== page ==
Um, I raised three children. Um, and I remember one time we were sitting at the dinner table—we did have since my husband’s French, we always had family dinners. That was one of the things that we imposed upon our children—our American raised children is that we’d have five to six would be dinner time and their friends should not call or if they did we wouldn’t answer or we’d ask them to please call later. So we had this dinner table conversation—the five of us, and I remember one time a child was saying something, expressing some opinion and I said, “Well, isn’t there some better way you might say that.” Suddenly I forgot that I was at home at my dinner table and I saw myself as language teacher. Well, those of you who’ve had children know that they don’t let you get away with that. The—it was my daughter, Julie, who blurted out, “Ding-a-ling-a-ling uh language arts time. Bell just rang.” And I’m thinking, “OK.” It’s like we don’t care now about the content, we’re just going to focus on the form. So that—that anecdote, you know, was very revealing to me in terms of um—with the role that I’m playing and they still—if they see me, you know, thinking about things and not attending to what I’m doing, they’ll call me. They use to say, you know, that I was out in space and, you know, contacting Sandra out in space because I would be thinking about something and not attending to the task or the activity at hand. And sometimes I, you know, it’s difficult judging those different identities as mother, teacher, um researcher who’s suppose to know answers about some things. Well, my children don’t want to listen to me be pedantic and explain things. They don’t want me to explain anything to them. They’re going to find out for themselves. And so my role with my children is much different and—and in order to get along with children and watch them uh grow to adulthood and start families of their own, you learn ways of interacting so that you can change your relationship and you can grow. I’m still learning how to be different people in different settings and I’m still learning ways of—of behaving, ways of being. Um, the culture is changing, language is changing, and my role is changing and as I get older and older, I’m going to have other ways that I will have to um learn to—to develop strategies for coping, not so much with who I am but perhaps how other people see me because often it’s the others that will define who we are in many respects. So if you see someone with skin of a certain color and this is in the black community, there was a talk the other day by John Bow from Stanford University talking about being black but being light skinned black. And that caused him to have some problems in the black community because he was perceived as light skinned and then kind of uppity and—and there—there were certain distinctions there and he was made to feel that he wasn’t welcome in some settings. OK? So—and then as a—as an old woman—as an old woman or granny—I like to say I’m a granny. I’m very proud of that, and—and—because the term granny for many people means, you know, little old lady and I’m going to be, you know, a modern granny. I have my—my thinking ability is great, I love my grandkids, but I also have lots of ideas for things that I’m writing books, I have a—a book that’s in press now with um Yale University Press, as a matter of fact. So I—my professional identity is very important to me, but I also want to be a granny and my—my interactions with children are a constant source of inspiration and amazement for me in terms of the wonderful things that they can do and how they develop their language skills and I would say the most important thing you can do is to be their friend, to interact with them, to give them opportunities to develop those language skills so that they can be themselves, so that they can assert their identity for others who may not see them as they really are and may want to ascribe and identity to them out—out of ignorance, basically. It’s not nec—It’s not meanness, it’s just out of ignorance and—but it’s very difficult, particularly if you’re a minority or you’re someone who’s not mainstream and you’re made to feel different. You’re—you’re so often having to assert your difference and say, “But, you know, I’m not the way you think I am,” or “Don’t treat me this way because that’s not who I am really,” that it makes them have to be assertive sometimes in ways that we would see as unwelcome, but for their own identity it’s essential that they be this um—you know really find themselves as they are and be who they really are for others.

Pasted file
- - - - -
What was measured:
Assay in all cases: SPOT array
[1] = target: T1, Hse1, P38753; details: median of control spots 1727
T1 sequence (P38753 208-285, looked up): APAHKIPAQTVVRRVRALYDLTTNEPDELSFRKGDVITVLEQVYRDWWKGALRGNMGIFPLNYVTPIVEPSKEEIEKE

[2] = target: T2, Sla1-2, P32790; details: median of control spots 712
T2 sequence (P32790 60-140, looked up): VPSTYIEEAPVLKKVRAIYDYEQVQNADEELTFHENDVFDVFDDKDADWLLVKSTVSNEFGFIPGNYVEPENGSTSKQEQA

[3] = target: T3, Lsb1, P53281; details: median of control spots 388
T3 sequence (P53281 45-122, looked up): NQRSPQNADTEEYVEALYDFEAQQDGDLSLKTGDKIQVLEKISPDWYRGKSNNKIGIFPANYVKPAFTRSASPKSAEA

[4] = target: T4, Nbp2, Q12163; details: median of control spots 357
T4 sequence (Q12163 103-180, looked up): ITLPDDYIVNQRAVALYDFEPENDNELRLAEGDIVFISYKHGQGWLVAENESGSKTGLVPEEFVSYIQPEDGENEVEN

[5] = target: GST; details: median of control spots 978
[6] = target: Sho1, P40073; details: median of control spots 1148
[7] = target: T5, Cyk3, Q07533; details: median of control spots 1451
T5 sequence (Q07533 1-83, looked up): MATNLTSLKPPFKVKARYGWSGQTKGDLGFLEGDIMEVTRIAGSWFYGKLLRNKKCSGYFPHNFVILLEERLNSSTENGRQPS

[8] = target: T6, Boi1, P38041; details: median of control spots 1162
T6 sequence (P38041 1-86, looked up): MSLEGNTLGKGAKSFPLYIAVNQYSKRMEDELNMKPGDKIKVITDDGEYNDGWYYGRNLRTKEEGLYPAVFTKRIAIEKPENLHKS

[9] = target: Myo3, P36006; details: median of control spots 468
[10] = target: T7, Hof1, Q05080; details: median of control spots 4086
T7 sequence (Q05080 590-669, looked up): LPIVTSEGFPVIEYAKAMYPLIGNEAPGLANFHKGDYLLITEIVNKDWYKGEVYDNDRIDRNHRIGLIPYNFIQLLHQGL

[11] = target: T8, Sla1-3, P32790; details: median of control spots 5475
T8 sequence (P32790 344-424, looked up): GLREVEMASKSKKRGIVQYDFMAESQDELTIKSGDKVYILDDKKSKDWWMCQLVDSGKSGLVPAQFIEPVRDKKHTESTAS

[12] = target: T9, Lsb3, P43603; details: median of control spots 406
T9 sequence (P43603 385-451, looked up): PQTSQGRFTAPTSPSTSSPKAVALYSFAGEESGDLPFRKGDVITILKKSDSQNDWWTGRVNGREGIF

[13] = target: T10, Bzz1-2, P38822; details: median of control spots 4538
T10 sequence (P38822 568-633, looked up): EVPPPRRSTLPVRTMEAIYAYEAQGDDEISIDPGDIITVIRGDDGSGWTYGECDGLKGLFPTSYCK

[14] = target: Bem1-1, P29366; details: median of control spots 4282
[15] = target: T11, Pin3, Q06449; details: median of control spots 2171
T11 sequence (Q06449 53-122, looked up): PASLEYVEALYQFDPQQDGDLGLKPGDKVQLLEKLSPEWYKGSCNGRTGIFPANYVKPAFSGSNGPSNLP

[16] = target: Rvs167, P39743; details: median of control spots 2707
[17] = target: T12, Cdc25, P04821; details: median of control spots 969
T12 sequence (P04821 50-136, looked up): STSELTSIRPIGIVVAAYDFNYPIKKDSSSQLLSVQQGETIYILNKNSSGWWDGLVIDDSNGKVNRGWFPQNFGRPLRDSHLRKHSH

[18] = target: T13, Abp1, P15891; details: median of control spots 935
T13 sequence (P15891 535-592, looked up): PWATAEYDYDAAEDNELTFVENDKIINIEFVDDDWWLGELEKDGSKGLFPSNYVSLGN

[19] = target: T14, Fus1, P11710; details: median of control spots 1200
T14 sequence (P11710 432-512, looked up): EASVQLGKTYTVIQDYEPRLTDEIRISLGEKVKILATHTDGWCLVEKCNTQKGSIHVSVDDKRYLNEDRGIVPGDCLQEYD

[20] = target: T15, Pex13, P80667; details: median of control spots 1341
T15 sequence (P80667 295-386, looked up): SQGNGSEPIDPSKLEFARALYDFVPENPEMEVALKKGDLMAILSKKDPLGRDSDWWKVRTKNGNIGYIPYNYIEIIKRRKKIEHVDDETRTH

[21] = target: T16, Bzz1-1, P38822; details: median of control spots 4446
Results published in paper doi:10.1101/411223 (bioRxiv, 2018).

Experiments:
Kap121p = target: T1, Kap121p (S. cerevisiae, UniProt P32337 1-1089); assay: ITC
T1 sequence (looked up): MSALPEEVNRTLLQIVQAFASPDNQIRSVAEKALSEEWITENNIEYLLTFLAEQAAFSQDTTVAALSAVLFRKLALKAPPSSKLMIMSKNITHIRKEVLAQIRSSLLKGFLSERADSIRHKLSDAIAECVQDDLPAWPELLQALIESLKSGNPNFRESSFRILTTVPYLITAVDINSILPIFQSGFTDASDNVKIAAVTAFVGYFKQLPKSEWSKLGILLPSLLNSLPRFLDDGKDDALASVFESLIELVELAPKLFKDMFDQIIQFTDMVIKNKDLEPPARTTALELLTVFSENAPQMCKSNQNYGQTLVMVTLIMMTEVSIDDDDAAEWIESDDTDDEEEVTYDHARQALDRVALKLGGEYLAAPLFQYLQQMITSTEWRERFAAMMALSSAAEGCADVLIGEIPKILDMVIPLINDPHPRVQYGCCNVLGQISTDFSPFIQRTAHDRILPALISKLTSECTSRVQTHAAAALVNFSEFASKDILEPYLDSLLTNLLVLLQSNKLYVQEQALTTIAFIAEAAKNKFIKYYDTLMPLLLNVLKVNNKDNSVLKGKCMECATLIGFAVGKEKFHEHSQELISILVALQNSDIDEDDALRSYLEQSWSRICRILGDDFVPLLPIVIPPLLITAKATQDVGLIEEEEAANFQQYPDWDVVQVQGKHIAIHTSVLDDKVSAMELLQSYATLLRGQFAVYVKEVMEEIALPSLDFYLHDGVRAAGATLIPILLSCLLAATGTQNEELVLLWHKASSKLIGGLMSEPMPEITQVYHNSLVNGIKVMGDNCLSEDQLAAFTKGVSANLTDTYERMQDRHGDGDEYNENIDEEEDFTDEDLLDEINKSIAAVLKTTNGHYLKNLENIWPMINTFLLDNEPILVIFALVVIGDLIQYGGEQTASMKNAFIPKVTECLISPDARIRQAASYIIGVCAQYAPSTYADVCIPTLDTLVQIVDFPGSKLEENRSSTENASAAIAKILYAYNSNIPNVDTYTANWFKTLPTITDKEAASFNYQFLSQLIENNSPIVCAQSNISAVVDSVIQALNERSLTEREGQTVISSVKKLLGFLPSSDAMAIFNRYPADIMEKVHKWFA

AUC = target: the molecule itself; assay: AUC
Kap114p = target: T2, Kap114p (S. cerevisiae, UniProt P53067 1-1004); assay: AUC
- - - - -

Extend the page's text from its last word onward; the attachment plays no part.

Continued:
Um, what is communicative language teaching? Uh, it’s known as CLT. Um, its had—it—it had its beginning with the identification of communicative competence, that is, the engagement in—in social action and language as a social activity that involves people in the expression, interpretation, and negotiation of meaning both in oral language and its important to remember that that’s also true in written language as we read text, we bring ourselves to them, we bring our past experiences, our way of seeing the world and we interpret the meaning so that five people reading the same novel may have five quite different impressions of what that’s about and what it means. And that’s why it’s fun to have book clubs so you can sit around with other people, “What did you think of that? Well, how did you react?” And we need to do that so we can compare our interpretations and our feelings and through that kind of exchange we grow and we become more um aware of perhaps other ways of seeing things and that’s what education is all about. In a communicative classroom, the focus is on meaning. Uh, and there’s a very—in a very pure sense it means focus on meaning as opposed to form. That if I’m engaging someone in—in some kind of language task, I’m doing so for the purposes of—of focusing on exchanging information or defining or participating some way and the content has to be there. There has to be content and—and in a—in a from focus classroom, the learners know that the teacher doesn’t care what they say; it’s how they say it that matters. So you go around the room and say, “Did you have—what did you have for breakfast?” And the kid who maybe had a bowl of oatmeal but doesn’t know how to say oatmeal, but he had the word for orange juice in his lesson is going to say, “I had orange juice,” right? “I had orange juice,” because that’s what you know how to say. So you have what you know how to say and you don’t bother with things that you don’t know how to say. So you kind of shape—you know, it’s not—it’s not communicative in that sense that you’re letting the form dominate the exchange. In—in communitive language teaching on the other hand, you keep a—a constant focus on content meaning. Creating meaning, exchanging meaning um and that, again, I need to underscore that that doesn’t meant that you don’t ever look at form because you—sure, forms are important but you looked at them in respect to particular context in—in—so you look at con—at forms as an afterthought, not as, “Well, now we’re going to have a text in the present tense and you need to review what the present tense is. No, you have to have text that are engaging, that say something to the learners that they can bring their life experiences too. Um, something that relates to their lives and who they are and what they are, something that might uh cause them to think about something or react in some way to something. And it’s through that participation and focus on meaning that you can lead them to then looking at formal features and how they can improve. But the important this is to get them involved in actually writing or speaking. The—the kind of thing that we do in the show-and-tell in elementary uh school or kindergarten classes where uh just getting up and telling about something is what’s important and you’re learning how to speak to a large group, it’s not, you know—no, I don’t think any kindergarten teacher would say to a child who was doing a show-and-tell, “Well no, that’s not how you pronounce that word. Say it, you know, say that again, it’s not—it’s dinosaur instead of dinosaur,” or whatever uh correction that—it’s not the time to do that. They’re learning how to exchange meaning and focus on meaning in a much uh, broader way.